Adams & Smith (1981) estimated the zeropoint energy difference of 9 ± 3 K for reactions D2 and D4 (see Table 4). In accordance with the analysis presented here, we see, however, that the results of Adams & Smith (1981) should be attributed to the reaction pairs {D2, D3} and {D4, D5}. This also explains a large discrepancy seen in Table 4 between the theoretical estimates and experimental finding for reaction D4.
In recent studies of Bizzocchi et al. (2010, 2013), ^{14}N^{15}NH^{+} and ^{15}N^{14}NH^{+} were both detected in a prototypical starless core L1544 of low central temperature and an abundance ratio of 1.1 ± 0.3 was derived. Note that the ratio correlates with describing reaction D6 of Eq. (12). As seen in Table 7, we obtain of 1.22–1.02 for T = 40−292 K; the additional calculation at T = 30 K gave . Also note that the earlier model of Rodgers & Charnley (2004) has led to the ratio of 1.8–2.3, which correlates with our value of 2.27 (1.72) at T = 10 K (15 K).
4.4. Ionic complexes
Ionmolecule reactions were additionally examined using electronic structure calculations, carried out for the linear approach of the neutral CO and N_{2} to the linear cations HCO^{+}, HOC^{+}, and N_{2}H^{+}. The corresponding minimumenergy paths (MEPs) are displayed in Fig. 2. The MEPs are obtained optimizing three intramolecular distances for various monomer separations. Our calculations were performed at the CCSD(T)/augccpVTZ level of theory employing the standard MOLPRO and CFOUR optimization/threshold parameters.
The lower MEP in Fig. 2c is related to the reaction (42)which is considered to be the main destruction path for N_{2}H^{+} when CO is present in the gas phase at standard abundances [CO]/[H_{2}] ~ 10^{4} (Snyder et al. 1977; Jørgensen et al. 2004). For this reaction, Herbst et al. (1975) reported a rate coefficient of 8.79 × 10^{10} cm^{3} s^{1} at 297 ± 2 K. No reverse reaction was detected (Anicich 1993). For reactions involving HOC^{+}, Freeman et al. (1987) measured a rate coefficient k of 6.70 × 10^{10} cm^{3} s^{1} for the following reaction (43)whereas WagnerRedeker et al. (1985) reported k as 6.70 × 10^{10} cm^{3} s^{1} for (44)The Langevin collision rate is k_{L} = 8.67 × 10^{10} cm^{3} s^{1} for reactions (42) and (43) involving CO and k_{L} = 8.11 × 10^{10} cm^{3} s^{1} for reaction (44) involving N_{2}.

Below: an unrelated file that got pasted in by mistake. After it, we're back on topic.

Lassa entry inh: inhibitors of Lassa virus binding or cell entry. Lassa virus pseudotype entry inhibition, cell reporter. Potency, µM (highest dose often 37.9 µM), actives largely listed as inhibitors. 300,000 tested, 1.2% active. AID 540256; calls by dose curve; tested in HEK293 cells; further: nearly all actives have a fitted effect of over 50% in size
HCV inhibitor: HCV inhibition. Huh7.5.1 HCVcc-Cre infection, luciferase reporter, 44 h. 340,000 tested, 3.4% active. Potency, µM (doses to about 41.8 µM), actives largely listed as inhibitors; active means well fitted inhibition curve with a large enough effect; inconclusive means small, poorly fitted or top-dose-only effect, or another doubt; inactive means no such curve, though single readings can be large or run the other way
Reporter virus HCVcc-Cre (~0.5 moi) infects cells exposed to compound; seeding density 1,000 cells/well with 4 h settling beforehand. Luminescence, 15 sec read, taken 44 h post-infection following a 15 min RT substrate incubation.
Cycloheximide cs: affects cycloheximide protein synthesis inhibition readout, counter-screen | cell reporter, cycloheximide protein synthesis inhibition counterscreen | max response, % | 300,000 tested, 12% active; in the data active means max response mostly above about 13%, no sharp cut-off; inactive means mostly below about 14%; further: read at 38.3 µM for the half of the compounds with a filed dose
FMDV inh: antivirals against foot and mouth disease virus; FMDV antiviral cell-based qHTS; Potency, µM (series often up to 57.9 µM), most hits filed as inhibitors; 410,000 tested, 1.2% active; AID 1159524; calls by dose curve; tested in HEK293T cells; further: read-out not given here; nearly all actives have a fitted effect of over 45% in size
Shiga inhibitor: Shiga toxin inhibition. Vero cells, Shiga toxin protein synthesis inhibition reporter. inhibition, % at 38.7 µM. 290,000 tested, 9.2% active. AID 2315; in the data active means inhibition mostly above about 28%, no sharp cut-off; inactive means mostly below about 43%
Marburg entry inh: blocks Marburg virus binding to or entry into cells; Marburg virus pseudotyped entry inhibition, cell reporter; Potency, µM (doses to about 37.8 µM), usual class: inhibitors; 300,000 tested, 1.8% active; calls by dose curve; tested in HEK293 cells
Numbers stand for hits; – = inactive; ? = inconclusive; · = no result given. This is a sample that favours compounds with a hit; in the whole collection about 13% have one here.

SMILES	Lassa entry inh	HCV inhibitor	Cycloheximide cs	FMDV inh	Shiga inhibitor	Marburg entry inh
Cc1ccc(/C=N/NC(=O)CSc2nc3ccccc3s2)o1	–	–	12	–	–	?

The common feature in Fig. 2 is the formation of a linear protonbound ionic complex, which is 2000–7000 cm^{1} more stable than the separated monomers. The properties of the complexes are summarized in Table 8, where we give the geometric parameters r_{i}, the equilibrium rotational constants B_{e}, the harmonic wavenumbers ω_{i} for the main and deuterated isotopologues, and the harmonic zeropoint energies E_{0}. The corresponding results for the constituent monomers are listed in Table 9. Note that the monomer values E_{0} in Table 9 are harmonic and therefore different from the anharmonic results of Table 1. The coordinates r_{i}(i = 1−4) for A–B–H–C–D denote r_{1} = r(A− B),r_{2} = r(B− H),r_{3} = r(H−C) and r_{4} = r(C − D) in Table 8 and similar in Table 9. The dipole moments μ_{z} and the quadrupole moments Θ_{zz} in Table 8 and 9 are given with respect to the inertial reference frame with the origin in the complex centre of mass, where the position of the first atom A of A–B–H–C–D or A–B–C along the z axis is chosen to be the most positive.
The ionic complexes N_{2}HN and COHOC^{+} have linear centrosymmetric equilibrium structures. The complex OCH^{+}···CO is asymmetric with a barrier height to the centrosymmetric saddle point OCHCO^{+}(TS), seen at 358 cm^{1} in Fig. 2a. In the mixedcluster ions, the proton is bound either to CO, when N_{2}··· HCO^{+} is formed, or to N_{2}, when N_{2}H^{+}···OC is formed. Comparison of Tables 8 and 9 shows that the geometric parameters experience prominent changes (up to 0.01–0.02 Å) upon complexation. In this fashion, the ionic (molecular) complexes differ from van der Waals complexes, in which the monomers preserve their geometric parameters to a great extent.
Properties of the ionic complexes from the CCSD(T)/augccpVTZ calculations.
Properties of the monomers CO, N_{2}, HCO^{+}, HOC^{+}, and N_{2}H^{+} from the CCSD(T)/augccpVTZ calculations.